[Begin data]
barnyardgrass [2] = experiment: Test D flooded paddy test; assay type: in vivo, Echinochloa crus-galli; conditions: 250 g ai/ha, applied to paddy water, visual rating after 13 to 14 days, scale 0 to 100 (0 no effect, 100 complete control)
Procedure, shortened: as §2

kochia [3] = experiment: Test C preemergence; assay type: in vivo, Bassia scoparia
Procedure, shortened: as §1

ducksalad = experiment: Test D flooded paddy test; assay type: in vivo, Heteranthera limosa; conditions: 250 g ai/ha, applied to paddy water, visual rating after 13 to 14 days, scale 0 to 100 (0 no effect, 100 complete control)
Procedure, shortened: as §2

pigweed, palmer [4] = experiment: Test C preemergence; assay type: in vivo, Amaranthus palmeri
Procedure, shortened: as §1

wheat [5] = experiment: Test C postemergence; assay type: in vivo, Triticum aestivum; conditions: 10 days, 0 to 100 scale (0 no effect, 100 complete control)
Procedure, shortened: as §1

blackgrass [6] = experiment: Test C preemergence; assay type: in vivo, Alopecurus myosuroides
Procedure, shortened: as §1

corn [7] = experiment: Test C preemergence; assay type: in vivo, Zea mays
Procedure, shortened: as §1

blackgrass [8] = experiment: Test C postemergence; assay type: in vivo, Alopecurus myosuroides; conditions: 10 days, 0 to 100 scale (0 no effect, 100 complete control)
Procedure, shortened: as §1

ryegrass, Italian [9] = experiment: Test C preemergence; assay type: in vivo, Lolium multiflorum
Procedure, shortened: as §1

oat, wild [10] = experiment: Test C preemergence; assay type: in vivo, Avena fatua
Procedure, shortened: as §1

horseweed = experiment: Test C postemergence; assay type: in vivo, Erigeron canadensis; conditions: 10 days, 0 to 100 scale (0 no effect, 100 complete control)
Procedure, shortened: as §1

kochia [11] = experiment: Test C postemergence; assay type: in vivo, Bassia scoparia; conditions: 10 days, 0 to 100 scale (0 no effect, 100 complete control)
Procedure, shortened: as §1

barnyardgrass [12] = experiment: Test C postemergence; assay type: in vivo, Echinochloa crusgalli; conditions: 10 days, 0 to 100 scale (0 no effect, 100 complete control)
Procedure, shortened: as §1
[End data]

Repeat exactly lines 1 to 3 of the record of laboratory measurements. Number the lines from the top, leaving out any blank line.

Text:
barnyardgrass [2] = experiment: Test D flooded paddy test; assay type: in vivo, Echinochloa crus-galli; conditions: 250 g ai/ha, applied to paddy water, visual rating after 13 to 14 days, scale 0 to 100 (0 no effect, 100 complete control)
Procedure, shortened: as §2

kochia [3] = experiment: Test C preemergence; assay type: in vivo, Bassia scoparia